2012 Election Watch: running mates and the polls

Presumptive Republican presidential nominee Mitt Romney’s announcement on August 11 of Paul Ryan as his running mate drew a variety of responses, including cheers, jeers and even some comparisons to John McCain’s choice of Sarah Palin in 2008.

But for all the media fervor over Ryan and his controversial budget plan, the polling response has been muted compared to 2008. The Real Clear Politics poll shows  Romney narrowing the gap from 4.6 points to 2.8 since the August 11 announcement.

But compared to 2008, the bump from Ryan looks inconsequential. Nine days after  McCain announced Palin as his running mate, the GOP hopeful had not only erased a 3.9 point deficit, he had taken a narrow 1 point lead.

Meanwhile, the IEM betting market (a futures market in which people can take positions based on certain outcomes) saw it’s own bump, in this case for Obama. The Democratic nominee contract rose from .58 to .63, the most expensive contract since Romney became the presumptive nominee in early May.

And the 2008 IEM market for comparison.

The 2008 market didn’t seem to react to Palin’s nomination immediately. Obama even receives a noticeable increase to 0.65 before narrowing sharply. It then makes one of its starkest two-day moves of the election toward McCain – the same day that the RCP poll first had McCain ahead of Obama. Five days later the IEM would produce the election’s narrowest spread between the contracts – 0.53 for the Democratic nominee versus 0.47 for the Republican nominee.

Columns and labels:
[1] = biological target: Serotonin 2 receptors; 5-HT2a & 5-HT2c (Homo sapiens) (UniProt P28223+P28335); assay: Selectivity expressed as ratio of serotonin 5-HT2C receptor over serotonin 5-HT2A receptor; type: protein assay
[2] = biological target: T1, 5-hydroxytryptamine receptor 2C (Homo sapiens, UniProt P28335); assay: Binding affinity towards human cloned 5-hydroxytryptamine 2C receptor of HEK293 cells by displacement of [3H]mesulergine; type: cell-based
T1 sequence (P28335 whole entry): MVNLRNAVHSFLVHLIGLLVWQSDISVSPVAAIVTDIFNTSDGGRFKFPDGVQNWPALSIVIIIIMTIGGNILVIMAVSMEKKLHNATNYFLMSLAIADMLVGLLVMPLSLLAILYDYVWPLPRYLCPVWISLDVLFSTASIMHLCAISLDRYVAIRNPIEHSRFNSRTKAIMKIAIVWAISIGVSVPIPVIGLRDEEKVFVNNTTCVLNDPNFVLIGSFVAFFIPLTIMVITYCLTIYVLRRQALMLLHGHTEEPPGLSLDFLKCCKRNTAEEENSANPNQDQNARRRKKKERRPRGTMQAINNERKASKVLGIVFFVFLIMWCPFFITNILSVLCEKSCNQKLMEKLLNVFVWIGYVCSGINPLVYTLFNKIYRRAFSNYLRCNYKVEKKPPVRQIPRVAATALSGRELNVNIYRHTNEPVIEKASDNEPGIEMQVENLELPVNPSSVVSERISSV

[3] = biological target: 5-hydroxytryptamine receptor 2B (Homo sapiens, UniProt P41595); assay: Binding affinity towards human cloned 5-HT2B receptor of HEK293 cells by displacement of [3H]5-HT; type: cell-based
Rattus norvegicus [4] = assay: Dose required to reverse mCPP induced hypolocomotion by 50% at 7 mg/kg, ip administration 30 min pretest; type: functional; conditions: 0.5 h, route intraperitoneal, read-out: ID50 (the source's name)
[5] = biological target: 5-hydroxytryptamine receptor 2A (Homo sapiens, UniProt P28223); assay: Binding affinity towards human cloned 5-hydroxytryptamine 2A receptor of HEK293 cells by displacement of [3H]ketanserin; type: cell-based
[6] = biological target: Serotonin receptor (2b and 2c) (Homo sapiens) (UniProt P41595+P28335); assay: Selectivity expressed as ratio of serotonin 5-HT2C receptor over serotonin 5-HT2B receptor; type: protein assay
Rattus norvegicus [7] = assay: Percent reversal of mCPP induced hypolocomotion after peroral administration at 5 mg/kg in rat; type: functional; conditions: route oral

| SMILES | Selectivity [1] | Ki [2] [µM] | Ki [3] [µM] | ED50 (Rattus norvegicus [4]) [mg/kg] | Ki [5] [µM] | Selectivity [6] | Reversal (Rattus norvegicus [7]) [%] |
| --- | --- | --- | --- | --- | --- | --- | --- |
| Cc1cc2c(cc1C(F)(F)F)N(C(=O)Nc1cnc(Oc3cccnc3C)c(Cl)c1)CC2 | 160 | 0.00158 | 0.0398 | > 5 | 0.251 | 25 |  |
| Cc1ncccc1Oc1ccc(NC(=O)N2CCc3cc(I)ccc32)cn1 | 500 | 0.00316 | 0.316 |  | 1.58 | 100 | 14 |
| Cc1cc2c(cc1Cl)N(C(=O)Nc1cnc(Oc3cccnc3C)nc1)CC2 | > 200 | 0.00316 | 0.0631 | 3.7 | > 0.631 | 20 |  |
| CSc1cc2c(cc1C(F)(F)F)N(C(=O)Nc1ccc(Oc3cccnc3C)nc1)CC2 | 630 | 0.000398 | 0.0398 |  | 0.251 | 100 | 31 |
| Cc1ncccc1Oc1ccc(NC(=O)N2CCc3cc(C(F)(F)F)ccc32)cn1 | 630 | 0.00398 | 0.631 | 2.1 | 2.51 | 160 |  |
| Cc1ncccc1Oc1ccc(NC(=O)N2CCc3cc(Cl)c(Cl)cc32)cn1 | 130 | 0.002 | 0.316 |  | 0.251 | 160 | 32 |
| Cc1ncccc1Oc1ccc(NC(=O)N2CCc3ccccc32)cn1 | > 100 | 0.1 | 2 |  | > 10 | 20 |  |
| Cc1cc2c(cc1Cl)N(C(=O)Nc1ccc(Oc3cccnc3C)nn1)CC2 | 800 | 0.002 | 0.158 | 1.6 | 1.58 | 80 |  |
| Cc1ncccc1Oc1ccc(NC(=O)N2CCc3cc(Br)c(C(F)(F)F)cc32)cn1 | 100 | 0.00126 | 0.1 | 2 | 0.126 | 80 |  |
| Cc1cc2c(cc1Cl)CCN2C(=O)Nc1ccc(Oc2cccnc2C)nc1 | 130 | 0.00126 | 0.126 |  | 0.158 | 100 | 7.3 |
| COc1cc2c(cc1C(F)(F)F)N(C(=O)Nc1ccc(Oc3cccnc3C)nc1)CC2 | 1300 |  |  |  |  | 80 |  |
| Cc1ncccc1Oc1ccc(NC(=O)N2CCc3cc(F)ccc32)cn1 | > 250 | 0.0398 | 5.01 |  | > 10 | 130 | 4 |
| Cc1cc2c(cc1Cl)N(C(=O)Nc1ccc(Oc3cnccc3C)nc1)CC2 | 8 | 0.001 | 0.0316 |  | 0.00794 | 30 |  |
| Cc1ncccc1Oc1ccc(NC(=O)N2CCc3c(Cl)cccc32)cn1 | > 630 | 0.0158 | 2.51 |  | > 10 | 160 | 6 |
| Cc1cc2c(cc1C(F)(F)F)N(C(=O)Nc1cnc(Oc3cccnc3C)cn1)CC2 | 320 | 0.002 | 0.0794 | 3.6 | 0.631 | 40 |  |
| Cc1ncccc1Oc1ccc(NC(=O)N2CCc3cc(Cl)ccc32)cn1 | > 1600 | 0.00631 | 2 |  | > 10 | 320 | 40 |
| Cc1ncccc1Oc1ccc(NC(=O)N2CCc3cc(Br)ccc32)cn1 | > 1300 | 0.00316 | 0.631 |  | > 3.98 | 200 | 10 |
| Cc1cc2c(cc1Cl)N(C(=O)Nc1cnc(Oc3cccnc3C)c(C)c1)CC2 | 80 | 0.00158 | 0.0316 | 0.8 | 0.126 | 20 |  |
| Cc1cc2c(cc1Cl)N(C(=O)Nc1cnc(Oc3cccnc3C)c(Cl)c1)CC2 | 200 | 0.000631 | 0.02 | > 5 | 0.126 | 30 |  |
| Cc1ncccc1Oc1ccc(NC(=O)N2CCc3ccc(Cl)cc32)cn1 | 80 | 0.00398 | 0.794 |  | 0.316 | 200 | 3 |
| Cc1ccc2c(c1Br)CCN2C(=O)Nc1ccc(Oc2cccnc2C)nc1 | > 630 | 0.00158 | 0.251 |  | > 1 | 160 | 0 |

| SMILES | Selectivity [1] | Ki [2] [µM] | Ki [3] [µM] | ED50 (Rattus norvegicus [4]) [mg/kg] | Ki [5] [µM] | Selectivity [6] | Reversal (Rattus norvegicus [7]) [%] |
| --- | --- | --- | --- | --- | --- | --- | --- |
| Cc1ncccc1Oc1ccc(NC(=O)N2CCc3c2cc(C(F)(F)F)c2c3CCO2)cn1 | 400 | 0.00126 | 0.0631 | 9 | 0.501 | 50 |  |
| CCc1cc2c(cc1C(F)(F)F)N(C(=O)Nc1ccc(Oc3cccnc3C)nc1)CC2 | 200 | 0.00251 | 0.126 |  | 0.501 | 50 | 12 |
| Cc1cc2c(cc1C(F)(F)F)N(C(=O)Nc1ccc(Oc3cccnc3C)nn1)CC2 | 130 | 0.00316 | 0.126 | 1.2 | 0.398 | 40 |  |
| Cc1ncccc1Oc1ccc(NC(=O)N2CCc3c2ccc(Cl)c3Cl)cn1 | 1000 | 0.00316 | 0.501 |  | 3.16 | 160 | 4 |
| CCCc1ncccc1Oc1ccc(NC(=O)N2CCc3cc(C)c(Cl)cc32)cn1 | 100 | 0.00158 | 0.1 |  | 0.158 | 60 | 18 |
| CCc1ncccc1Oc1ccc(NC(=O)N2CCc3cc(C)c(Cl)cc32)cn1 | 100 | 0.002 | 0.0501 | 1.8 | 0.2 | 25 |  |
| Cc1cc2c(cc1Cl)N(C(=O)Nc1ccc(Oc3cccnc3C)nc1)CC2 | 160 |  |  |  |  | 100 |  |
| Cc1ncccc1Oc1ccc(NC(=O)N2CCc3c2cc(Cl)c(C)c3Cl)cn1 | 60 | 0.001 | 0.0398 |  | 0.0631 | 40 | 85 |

Can 2008 tell us anything about this year’s election? It’s a bit of an apples to oranges comparison, but McCain never polled better or had a tighter market spread than he did in the two weeks after announcing Palin. Romney is polling slightly better than he was in the days before naming Ryan, but worse than he was in mid-t0-late July.

The markets, meanwhile, tell a similar story. In 2008, the IEM briefly adjusted for the consideration that maybe Palin was the “game changer” that she was meant to be, and was backed up by the polls. In 2012, Ryan isn’t moving the needle much.

Related reading:

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